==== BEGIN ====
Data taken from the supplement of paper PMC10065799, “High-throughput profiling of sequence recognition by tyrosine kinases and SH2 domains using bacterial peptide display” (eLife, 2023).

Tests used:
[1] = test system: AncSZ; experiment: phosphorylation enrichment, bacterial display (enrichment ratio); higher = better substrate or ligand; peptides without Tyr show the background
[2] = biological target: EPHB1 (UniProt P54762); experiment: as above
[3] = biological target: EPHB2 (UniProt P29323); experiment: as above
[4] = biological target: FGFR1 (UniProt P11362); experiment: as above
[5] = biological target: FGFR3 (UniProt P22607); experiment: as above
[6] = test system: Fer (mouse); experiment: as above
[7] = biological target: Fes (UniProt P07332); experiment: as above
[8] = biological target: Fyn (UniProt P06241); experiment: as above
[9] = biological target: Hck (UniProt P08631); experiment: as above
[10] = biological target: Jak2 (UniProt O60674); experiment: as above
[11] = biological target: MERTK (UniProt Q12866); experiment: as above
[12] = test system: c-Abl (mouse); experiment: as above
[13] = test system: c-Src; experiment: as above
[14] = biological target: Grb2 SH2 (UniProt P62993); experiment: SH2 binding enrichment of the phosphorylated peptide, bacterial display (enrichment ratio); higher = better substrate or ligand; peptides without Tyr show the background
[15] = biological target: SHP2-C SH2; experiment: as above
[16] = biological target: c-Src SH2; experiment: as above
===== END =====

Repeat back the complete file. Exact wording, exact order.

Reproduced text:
Data taken from the supplement of paper PMC10065799, “High-throughput profiling of sequence recognition by tyrosine kinases and SH2 domains using bacterial peptide display” (eLife, 2023).

Tests used:
[1] = test system: AncSZ; experiment: phosphorylation enrichment, bacterial display (enrichment ratio); higher = better substrate or ligand; peptides without Tyr show the background
[2] = biological target: EPHB1 (UniProt P54762); experiment: as above
[3] = biological target: EPHB2 (UniProt P29323); experiment: as above
[4] = biological target: FGFR1 (UniProt P11362); experiment: as above
[5] = biological target: FGFR3 (UniProt P22607); experiment: as above
[6] = test system: Fer (mouse); experiment: as above
[7] = biological target: Fes (UniProt P07332); experiment: as above
[8] = biological target: Fyn (UniProt P06241); experiment: as above
[9] = biological target: Hck (UniProt P08631); experiment: as above
[10] = biological target: Jak2 (UniProt O60674); experiment: as above
[11] = biological target: MERTK (UniProt Q12866); experiment: as above
[12] = test system: c-Abl (mouse); experiment: as above
[13] = test system: c-Src; experiment: as above
[14] = biological target: Grb2 SH2 (UniProt P62993); experiment: SH2 binding enrichment of the phosphorylated peptide, bacterial display (enrichment ratio); higher = better substrate or ligand; peptides without Tyr show the background
[15] = biological target: SHP2-C SH2; experiment: as above
[16] = biological target: c-Src SH2; experiment: as above